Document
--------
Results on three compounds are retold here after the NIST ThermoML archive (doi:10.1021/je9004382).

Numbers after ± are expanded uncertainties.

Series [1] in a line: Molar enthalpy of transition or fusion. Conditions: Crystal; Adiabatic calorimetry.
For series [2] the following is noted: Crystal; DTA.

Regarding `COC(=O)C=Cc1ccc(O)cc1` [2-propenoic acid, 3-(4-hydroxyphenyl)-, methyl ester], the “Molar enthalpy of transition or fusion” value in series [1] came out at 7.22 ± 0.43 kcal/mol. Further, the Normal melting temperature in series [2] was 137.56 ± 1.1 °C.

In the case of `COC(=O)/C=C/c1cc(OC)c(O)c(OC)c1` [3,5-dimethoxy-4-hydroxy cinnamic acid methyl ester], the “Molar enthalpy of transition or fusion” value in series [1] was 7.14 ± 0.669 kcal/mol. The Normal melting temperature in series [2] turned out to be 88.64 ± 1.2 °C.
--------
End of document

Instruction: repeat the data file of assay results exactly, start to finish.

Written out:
Results on three compounds are retold here after the NIST ThermoML archive (doi:10.1021/je9004382).

Numbers after ± are expanded uncertainties.

Series [1] in a line: Molar enthalpy of transition or fusion. Conditions: Crystal; Adiabatic calorimetry.
For series [2] the following is noted: Crystal; DTA.

Regarding `COC(=O)C=Cc1ccc(O)cc1` [2-propenoic acid, 3-(4-hydroxyphenyl)-, methyl ester], the “Molar enthalpy of transition or fusion” value in series [1] came out at 7.22 ± 0.43 kcal/mol. Further, the Normal melting temperature in series [2] was 137.56 ± 1.1 °C.

In the case of `COC(=O)/C=C/c1cc(OC)c(O)c(OC)c1` [3,5-dimethoxy-4-hydroxy cinnamic acid methyl ester], the “Molar enthalpy of transition or fusion” value in series [1] was 7.14 ± 0.669 kcal/mol. The Normal melting temperature in series [2] turned out to be 88.64 ± 1.2 °C.